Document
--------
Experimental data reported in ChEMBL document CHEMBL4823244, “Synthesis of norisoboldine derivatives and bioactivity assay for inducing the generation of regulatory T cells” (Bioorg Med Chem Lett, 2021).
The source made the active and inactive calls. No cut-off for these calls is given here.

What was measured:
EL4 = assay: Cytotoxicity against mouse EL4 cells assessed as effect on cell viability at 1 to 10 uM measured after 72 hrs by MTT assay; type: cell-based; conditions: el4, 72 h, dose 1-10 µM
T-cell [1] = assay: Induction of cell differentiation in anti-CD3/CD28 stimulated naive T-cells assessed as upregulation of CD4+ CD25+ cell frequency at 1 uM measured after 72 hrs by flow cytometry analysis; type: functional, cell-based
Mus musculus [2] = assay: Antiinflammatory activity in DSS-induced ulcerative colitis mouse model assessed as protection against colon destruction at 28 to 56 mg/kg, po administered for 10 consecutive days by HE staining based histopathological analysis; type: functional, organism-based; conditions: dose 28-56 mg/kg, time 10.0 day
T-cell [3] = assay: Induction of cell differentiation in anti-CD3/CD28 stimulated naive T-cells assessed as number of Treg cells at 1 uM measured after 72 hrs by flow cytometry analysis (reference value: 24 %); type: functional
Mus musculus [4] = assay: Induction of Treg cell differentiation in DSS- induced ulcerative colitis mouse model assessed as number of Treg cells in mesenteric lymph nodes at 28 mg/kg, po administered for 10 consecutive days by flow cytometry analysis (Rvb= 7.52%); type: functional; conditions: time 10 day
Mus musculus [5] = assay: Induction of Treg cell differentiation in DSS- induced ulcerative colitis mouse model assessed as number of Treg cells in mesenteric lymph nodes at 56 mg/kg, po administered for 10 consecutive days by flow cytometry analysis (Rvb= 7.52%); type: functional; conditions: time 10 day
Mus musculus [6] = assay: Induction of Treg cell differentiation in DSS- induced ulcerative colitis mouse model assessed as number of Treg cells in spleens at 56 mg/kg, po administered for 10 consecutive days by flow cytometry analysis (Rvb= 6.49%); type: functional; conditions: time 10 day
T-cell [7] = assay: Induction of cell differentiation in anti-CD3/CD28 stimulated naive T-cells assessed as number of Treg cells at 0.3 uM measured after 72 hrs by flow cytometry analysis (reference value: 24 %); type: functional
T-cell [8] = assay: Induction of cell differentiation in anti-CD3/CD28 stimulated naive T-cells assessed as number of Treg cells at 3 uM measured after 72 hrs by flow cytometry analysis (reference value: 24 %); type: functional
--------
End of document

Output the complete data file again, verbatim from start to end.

Experimental data reported in ChEMBL document CHEMBL4823244, “Synthesis of norisoboldine derivatives and bioactivity assay for inducing the generation of regulatory T cells” (Bioorg Med Chem Lett, 2021).
The source made the active and inactive calls. No cut-off for these calls is given here.

What was measured:
EL4 = assay: Cytotoxicity against mouse EL4 cells assessed as effect on cell viability at 1 to 10 uM measured after 72 hrs by MTT assay; type: cell-based; conditions: el4, 72 h, dose 1-10 µM
T-cell [1] = assay: Induction of cell differentiation in anti-CD3/CD28 stimulated naive T-cells assessed as upregulation of CD4+ CD25+ cell frequency at 1 uM measured after 72 hrs by flow cytometry analysis; type: functional, cell-based
Mus musculus [2] = assay: Antiinflammatory activity in DSS-induced ulcerative colitis mouse model assessed as protection against colon destruction at 28 to 56 mg/kg, po administered for 10 consecutive days by HE staining based histopathological analysis; type: functional, organism-based; conditions: dose 28-56 mg/kg, time 10.0 day
T-cell [3] = assay: Induction of cell differentiation in anti-CD3/CD28 stimulated naive T-cells assessed as number of Treg cells at 1 uM measured after 72 hrs by flow cytometry analysis (reference value: 24 %); type: functional
Mus musculus [4] = assay: Induction of Treg cell differentiation in DSS- induced ulcerative colitis mouse model assessed as number of Treg cells in mesenteric lymph nodes at 28 mg/kg, po administered for 10 consecutive days by flow cytometry analysis (Rvb= 7.52%); type: functional; conditions: time 10 day
Mus musculus [5] = assay: Induction of Treg cell differentiation in DSS- induced ulcerative colitis mouse model assessed as number of Treg cells in mesenteric lymph nodes at 56 mg/kg, po administered for 10 consecutive days by flow cytometry analysis (Rvb= 7.52%); type: functional; conditions: time 10 day
Mus musculus [6] = assay: Induction of Treg cell differentiation in DSS- induced ulcerative colitis mouse model assessed as number of Treg cells in spleens at 56 mg/kg, po administered for 10 consecutive days by flow cytometry analysis (Rvb= 6.49%); type: functional; conditions: time 10 day
T-cell [7] = assay: Induction of cell differentiation in anti-CD3/CD28 stimulated naive T-cells assessed as number of Treg cells at 0.3 uM measured after 72 hrs by flow cytometry analysis (reference value: 24 %); type: functional
T-cell [8] = assay: Induction of cell differentiation in anti-CD3/CD28 stimulated naive T-cells assessed as number of Treg cells at 3 uM measured after 72 hrs by flow cytometry analysis (reference value: 24 %); type: functional